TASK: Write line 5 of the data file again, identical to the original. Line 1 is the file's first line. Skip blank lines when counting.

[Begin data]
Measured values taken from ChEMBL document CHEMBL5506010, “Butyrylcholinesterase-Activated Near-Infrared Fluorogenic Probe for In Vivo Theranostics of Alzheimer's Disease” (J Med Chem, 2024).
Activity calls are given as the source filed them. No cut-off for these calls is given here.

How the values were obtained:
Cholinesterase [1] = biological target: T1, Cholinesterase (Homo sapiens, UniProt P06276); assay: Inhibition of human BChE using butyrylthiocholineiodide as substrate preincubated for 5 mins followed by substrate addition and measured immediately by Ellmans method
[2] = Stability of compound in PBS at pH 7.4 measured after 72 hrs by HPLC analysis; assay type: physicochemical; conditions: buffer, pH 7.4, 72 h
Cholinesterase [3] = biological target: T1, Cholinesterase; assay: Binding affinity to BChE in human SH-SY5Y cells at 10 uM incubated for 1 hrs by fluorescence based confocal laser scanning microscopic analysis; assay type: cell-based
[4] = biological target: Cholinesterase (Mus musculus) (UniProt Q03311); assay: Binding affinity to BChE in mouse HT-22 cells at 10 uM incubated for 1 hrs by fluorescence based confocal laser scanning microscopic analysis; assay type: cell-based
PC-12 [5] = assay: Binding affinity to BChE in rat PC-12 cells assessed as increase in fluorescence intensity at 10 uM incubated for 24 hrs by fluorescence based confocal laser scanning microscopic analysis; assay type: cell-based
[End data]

[2] = Stability of compound in PBS at pH 7.4 measured after 72 hrs by HPLC analysis; assay type: physicochemical; conditions: buffer, pH 7.4, 72 h